Make me, p.15
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       Make Me, p.15

         Part #20 of Jack Reacher series by Lee Child


  Chang said, “Yes, really, because there’s a lot of regular East Coast traffic, plus all the shuttles between D.C. and New York and Boston. Now can we move on? Can we dial the next number?”

  Westwood dialed the next number, which was the fourth, which was 901 for Memphis. The first land line, probably. They heard the dialing noises, and then the ring tone, loud in the room.

  The call was answered.

  There was a hollow clonk as a heavy handset was lifted, and a male voice said, “Yes?”

  Westwood sat up straight again, and ran through the same bullshit as before, his name, the LA Times, the returned call, the apology for the delay.

  The voice said, “Sir, I’m not sure I understand.”

  The guy was old, Reacher figured, slow-spoken and courtly, and if he wasn’t from Memphis, he was from somewhere very close by.

  Westwood said, “You called me at the LA Times, two or three months ago, with something on your mind.”

  The old guy said, “Sir, if I did, I surely have no recollection of it. And if I offended you in any way at all, why then, certainly I apologize.”

  “No, you didn’t offend me, sir. No apology required. I want to know more about your concerns. That’s all.”

  “Oh, I have very few concerns. My situation is blessed.”

  “Then why did you call me?”

  “I really can’t answer that question. I’m not even certain I did.”

  Westwood glanced at Chang, and back to the screen, and took a breath ready to speak again, but there was a muffled sound on the speaker, and another clonk, apparently as the handset was wrestled away, because at that point a woman’s voice came on the line and said, “Who is this, please?”

  Westwood said, “Ashley Westwood, ma’am, at the LA Times, returning a call from this number.”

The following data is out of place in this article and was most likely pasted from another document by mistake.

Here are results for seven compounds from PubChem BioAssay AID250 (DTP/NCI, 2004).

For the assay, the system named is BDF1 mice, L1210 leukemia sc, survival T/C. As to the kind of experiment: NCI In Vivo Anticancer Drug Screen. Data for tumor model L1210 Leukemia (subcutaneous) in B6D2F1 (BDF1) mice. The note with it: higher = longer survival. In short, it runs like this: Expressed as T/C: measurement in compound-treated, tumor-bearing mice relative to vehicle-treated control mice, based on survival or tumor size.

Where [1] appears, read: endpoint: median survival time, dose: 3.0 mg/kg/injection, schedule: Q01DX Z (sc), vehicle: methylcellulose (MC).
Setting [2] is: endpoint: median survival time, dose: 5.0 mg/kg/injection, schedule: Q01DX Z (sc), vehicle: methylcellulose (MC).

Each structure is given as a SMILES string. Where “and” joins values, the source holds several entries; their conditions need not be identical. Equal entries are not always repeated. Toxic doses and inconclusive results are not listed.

“A recent call?”

  “Two or three months ago.”

  “That will have been my husband.”

  “May I speak with him?”

  “You just were.”

  “I see. He didn’t remember the call.”

  “He wouldn’t. Two or three months is a very long time.”

  “Would you have any idea what the call might have been about?”

  “Don’t you?”

  Westwood didn’t answer.

  The woman said, “I’m not judging you. If I could tune him out, I would. Are you a political writer or a science writer?”

  Westwood said, “Science.”

  “Then it will have been about granite countertops being radioactive. That’s this year’s topic. Which they are, as a matter of fact, but it’s a question of degree. I’m sure he asked you to write a story about it. You and many others.”

  “Do you know how many others?”

  “A small number compared to the population of the United States, but a large number compared to how many hours an old man should spend on the telephone.”

  Westwood said, “Ma’am, is it possible he hired a private detective?”

  The woman said, “For what?”

  “To help him with his investigations into the granite situation.”

  “No, it would be most unlikely.”

  “Can you be certain?”

  “The facts are not in dispute. There’s nothing to investigate. And he has no access to money. He couldn’t hire anybody.”

  “Not even cash?”

  “Not even. Don’t ask. And don’t get old.”

  “Does your husband have a cell phone?”


  “Could he have gotten one, maybe from a drugstore?”

  “No, he never leaves the house.”

  “Have people died because of the granite?”

  “He says so.”

  “How many, exactly?”

  “Oh, thousands.”

  “OK,” Westwood said. “Thank you. I’m sorry for disturbing you.”

  “My pleasure,” the woman said. “Makes a change, talking to someone else.”